Right from the start, Foster + Partners’ Willis building was blown off course by legal problems and higher than expected winds. But much worse was to follow ... Thomas Lane found out how the team behind the City skyscraper fought back

Two buildings epitomise the different styles of Britain’s two most famous contemporary architects. And conveniently for critics, they face each other across a narrow urban street. The first is Richard Rogers Partnership’s Lloyd’s building, which pretty much sums up its designer’s flamboyant and expressive approach, and which set the tone for an era. These days, at street level it resembles a chemical production plant, thanks to the accumulation of London dirt – which only serves to emphasise the stylistic differences of its new neighbour over the road. This is 51 Lime Street, also known as the Willis building, as it is to be occupied by the insurance broker of that name. This urbane, elegant Foster + Partners design is the first of a new wave of London offices, and can be fully appreciated now that its sleek cladding has been completed.

The average City worker wandering down Lime Street will have no idea how difficult it has been to create this architectural dialectic. The principal physical problem was the wind, as it stopped tower cranes from operating. “The weather has played far more of a part than we had planned for,” says Andrew Highton, director of developer Stanhope. “On average we’ve been unable to work for 40% to 50% of the time during the winter; we had calculated it would have been 20%. To put it bluntly, for every day you lose, it’s another day on the programme.”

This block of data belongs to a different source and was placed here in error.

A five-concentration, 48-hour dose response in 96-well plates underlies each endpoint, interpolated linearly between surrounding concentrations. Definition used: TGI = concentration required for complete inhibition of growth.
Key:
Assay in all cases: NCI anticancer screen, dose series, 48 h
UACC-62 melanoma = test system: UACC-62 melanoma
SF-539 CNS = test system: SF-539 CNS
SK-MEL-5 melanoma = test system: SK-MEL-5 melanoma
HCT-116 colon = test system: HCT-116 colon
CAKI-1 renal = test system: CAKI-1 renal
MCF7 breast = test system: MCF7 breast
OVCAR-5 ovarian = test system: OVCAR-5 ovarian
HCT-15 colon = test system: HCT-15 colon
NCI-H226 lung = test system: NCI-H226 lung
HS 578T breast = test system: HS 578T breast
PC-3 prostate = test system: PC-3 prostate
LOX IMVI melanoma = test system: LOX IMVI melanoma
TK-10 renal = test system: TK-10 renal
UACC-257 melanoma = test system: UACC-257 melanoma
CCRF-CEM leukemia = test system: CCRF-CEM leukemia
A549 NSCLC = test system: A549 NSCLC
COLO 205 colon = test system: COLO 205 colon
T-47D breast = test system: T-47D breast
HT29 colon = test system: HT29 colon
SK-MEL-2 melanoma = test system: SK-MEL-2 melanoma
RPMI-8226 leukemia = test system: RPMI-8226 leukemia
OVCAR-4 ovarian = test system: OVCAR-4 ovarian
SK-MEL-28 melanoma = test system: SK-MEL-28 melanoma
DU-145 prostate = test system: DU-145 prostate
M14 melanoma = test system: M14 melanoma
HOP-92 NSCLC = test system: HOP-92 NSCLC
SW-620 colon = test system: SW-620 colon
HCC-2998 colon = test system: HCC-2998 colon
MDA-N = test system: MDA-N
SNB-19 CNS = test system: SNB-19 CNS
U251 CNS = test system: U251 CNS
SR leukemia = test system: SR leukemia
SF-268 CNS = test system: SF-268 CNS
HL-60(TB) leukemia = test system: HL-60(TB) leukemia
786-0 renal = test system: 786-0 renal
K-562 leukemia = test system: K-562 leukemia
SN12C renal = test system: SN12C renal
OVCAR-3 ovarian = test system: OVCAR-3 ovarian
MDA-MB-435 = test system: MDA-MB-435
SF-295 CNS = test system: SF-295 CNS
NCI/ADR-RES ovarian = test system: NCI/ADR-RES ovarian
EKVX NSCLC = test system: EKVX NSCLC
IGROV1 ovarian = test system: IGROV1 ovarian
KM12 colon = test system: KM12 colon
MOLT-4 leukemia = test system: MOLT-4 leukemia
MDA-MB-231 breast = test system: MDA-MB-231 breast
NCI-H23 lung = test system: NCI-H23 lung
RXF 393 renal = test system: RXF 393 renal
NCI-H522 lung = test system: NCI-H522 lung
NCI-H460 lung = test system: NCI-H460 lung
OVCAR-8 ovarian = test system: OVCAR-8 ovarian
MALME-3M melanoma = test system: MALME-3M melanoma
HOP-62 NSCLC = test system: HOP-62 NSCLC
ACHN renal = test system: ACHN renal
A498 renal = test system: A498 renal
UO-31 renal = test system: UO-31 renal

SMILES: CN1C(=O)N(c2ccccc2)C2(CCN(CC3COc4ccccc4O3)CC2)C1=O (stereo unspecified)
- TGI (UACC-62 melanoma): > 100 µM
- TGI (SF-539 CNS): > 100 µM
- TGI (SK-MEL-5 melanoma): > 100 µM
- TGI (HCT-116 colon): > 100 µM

But this pales into insignificance compared with the economic problem the project team faced with the cladding package. The contract was placed with the Swiss firm Schmidlin, which went bust at a critical stage of the works. “It was the week they were meant to start fabricating the cladding panels,” says Nick Moore, the operations director for Mace, the construction manager on the job. “I couldn’t believe it; it left us in a very awkward position. The big worry was a lot of other jobs were being affected at the same time so we thought we could be delayed by up to a year.” But Highton, Moore and the rest of the team managed to complete it just three months later than originally planned. How did they pull it off?

Things started off reasonably well. Enabling works started at the beginning of 2005, planning was granted in March and piling started on 4 April. Problems with a multitude of party wall agreements meant that Mace didn’t have a clear site and had to contend with demolition taking place on the west end of the site while it was knocking in piles at the east, a situation that Moore describes as “a setback”. Once the site was cleared, the double-height basement was constructed and work started on the concrete cores.